A PIONEER of British motorboating lived and worked for many years in Rosneath.

In nautical circles designer John Bain is revered, and many of the vessels he designed are still in use and in great demand today.

MENTION Neilson Gray and Carisbrooke in Helensburgh — and thoughts immediately turn to a noted World War One war artist.

But Norah Neilson Gray’s big brother Andrew (below right) also played a significant role in wartime, and he is regarded as one of the pioneers of wireless telegraphy.

THE CARMAN Cattle Fair was a major local event which during the 19th century grew to become the most important of its kind in the West of Scotland.

FEATURING in the most common byline in Helensburgh and West Dunbartonshire local newspapers and news websites is ‘Local Democracy Reporter’.

A HELENSBURGH man whose early ventures included delivering newspapers and selling clothes has been one of the most successful business innovators in the United States of the past thirty years.

A YOUNG pupil at Helensburgh’s Lomond School had his mind on games as well as studies . . . and it paid off.

Dr Luke Dicken, who turned 37 on December 8 and is now based in the heart of downtown San Francisco, California, is one of the world’s leading experts in developing games using applied artificial intelligence.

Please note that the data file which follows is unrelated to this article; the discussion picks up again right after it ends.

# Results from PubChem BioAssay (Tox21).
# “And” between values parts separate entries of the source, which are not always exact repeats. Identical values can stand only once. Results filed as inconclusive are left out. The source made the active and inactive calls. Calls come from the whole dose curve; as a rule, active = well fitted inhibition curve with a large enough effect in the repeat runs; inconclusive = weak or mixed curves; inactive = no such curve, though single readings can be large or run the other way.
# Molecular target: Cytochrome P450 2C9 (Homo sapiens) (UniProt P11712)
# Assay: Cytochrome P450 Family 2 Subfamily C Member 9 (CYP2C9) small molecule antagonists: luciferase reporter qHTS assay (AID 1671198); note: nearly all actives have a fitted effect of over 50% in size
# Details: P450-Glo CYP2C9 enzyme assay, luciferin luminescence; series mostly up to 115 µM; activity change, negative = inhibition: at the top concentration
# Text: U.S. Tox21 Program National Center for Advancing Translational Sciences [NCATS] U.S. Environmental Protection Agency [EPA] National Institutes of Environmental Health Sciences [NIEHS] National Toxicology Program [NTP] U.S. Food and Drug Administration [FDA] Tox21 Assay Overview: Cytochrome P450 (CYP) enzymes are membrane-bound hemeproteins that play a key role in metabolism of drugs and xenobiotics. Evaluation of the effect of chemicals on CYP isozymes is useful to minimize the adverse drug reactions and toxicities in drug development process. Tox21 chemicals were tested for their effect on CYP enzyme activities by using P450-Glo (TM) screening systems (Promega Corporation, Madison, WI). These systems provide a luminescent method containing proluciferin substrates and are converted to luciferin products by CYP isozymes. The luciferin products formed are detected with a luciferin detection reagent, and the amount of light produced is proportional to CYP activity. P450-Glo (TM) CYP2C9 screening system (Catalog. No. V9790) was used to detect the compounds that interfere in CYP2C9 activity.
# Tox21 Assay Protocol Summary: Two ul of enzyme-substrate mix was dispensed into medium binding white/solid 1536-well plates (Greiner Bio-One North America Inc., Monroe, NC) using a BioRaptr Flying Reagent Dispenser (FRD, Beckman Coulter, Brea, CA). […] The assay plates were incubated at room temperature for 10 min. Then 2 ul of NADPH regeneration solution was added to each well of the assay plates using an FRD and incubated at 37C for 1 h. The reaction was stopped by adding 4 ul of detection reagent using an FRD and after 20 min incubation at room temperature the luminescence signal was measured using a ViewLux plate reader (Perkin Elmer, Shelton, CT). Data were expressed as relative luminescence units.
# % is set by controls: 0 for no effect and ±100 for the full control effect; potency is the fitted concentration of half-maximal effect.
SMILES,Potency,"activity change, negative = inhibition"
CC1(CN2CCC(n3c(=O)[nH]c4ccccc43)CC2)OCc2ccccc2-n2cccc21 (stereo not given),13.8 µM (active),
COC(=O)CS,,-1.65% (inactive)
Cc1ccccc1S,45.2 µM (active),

A MEMBER of a well-known Helensburgh family this year launched the world’s first luxury fashion styling game online.

After a high flying career in magazine editing, Lucy Yeomans — whose parents Harry and Margot ran the Mardon House and Balvaird residential and nursing homes in Colquhoun Street from the mid-80s until 2005 — is behind a game called Drest.

THE FIRST local newspaper covering Helensburgh and district was ‘The Helensburgh News’, which was published from 1877-93, and it is now available online.

It stated on the masthead that it circulated in Cardross, Row (Rhu), Shandon, Garelochhead, Clynder, Rosneath, Kilcreggan, Cove and, surprisingly, Kilmun, Kirn and Dunoon.

TRAINS move, stations are stationary — except in Helensburgh, perhaps?

For decades Helensburgh Central Station has been on East Princes Street beside the Municipal Buildings. But was that its only site?

HELENSBURGH’S first commercial photographer had an unusual claim to fame.

William Young, of 114 William Street, was a witness in the now world-famous trial of Madeleine Smith who was alleged to have poisoned her lover, Pierre Emile L’Angelier.

THE LATEST chapter in the story of Helensburgh supermarkets is that Morrisons has bought Waitrose at Colgrain and hopes to open before Christmas 2020.

While several of the major supermarket companies have either operated or tried to operate here, the burgh’s longest serving retail business of this kind by a distance is the Co-op.

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